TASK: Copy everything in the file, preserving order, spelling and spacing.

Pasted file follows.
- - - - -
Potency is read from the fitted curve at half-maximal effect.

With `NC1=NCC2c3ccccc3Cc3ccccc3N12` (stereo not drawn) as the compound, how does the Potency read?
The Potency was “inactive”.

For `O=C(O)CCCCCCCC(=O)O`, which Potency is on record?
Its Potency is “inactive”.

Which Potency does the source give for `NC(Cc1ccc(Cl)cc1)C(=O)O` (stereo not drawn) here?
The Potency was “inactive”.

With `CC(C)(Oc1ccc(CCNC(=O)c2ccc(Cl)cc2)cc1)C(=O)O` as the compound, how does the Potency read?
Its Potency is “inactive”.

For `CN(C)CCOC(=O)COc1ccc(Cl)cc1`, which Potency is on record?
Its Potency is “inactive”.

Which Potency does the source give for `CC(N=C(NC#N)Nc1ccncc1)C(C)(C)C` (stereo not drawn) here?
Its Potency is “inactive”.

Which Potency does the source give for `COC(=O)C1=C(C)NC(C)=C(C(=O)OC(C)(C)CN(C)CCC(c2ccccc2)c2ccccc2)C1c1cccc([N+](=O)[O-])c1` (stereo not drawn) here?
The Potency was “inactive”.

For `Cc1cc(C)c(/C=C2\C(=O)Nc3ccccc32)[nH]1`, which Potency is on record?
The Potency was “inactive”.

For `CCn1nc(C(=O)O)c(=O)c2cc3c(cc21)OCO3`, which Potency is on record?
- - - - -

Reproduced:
Potency is read from the fitted curve at half-maximal effect.

With `NC1=NCC2c3ccccc3Cc3ccccc3N12` (stereo not drawn) as the compound, how does the Potency read?
The Potency was “inactive”.

For `O=C(O)CCCCCCCC(=O)O`, which Potency is on record?
Its Potency is “inactive”.

Which Potency does the source give for `NC(Cc1ccc(Cl)cc1)C(=O)O` (stereo not drawn) here?
The Potency was “inactive”.

With `CC(C)(Oc1ccc(CCNC(=O)c2ccc(Cl)cc2)cc1)C(=O)O` as the compound, how does the Potency read?
Its Potency is “inactive”.

For `CN(C)CCOC(=O)COc1ccc(Cl)cc1`, which Potency is on record?
Its Potency is “inactive”.

Which Potency does the source give for `CC(N=C(NC#N)Nc1ccncc1)C(C)(C)C` (stereo not drawn) here?
Its Potency is “inactive”.

Which Potency does the source give for `COC(=O)C1=C(C)NC(C)=C(C(=O)OC(C)(C)CN(C)CCC(c2ccccc2)c2ccccc2)C1c1cccc([N+](=O)[O-])c1` (stereo not drawn) here?
The Potency was “inactive”.

For `Cc1cc(C)c(/C=C2\C(=O)Nc3ccccc32)[nH]1`, which Potency is on record?
The Potency was “inactive”.

For `CCn1nc(C(=O)O)c(=O)c2cc3c(cc21)OCO3`, which Potency is on record?